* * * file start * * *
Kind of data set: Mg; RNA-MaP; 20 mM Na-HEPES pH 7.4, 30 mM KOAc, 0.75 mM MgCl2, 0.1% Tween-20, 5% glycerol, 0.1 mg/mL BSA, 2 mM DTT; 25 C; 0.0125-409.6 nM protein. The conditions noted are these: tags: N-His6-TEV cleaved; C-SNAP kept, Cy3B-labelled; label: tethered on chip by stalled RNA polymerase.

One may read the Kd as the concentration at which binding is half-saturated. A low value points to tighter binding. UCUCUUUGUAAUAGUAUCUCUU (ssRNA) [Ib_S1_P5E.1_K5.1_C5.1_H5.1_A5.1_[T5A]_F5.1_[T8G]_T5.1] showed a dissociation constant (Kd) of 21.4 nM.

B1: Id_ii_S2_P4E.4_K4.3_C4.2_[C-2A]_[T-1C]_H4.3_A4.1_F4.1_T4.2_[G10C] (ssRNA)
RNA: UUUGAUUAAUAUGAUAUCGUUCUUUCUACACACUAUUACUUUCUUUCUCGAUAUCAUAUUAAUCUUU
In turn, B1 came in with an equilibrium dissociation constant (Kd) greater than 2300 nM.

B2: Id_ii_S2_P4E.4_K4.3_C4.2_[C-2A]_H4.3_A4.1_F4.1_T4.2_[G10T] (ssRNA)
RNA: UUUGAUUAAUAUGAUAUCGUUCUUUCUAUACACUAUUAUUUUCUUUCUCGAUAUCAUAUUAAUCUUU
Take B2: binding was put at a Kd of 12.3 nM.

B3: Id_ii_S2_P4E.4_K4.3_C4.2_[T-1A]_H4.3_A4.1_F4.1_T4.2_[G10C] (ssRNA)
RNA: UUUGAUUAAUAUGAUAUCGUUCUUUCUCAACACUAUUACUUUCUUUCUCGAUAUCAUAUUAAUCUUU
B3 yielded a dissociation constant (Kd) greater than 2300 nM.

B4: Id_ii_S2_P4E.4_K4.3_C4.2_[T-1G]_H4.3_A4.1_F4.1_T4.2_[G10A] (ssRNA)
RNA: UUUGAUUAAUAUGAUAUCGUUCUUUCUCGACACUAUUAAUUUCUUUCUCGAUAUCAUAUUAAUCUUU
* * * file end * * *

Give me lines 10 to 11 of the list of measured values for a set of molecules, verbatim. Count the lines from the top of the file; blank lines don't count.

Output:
RNA: UUUGAUUAAUAUGAUAUCGUUCUUUCUCAACACUAUUACUUUCUUUCUCGAUAUCAUAUUAAUCUUU
B3 yielded a dissociation constant (Kd) greater than 2300 nM.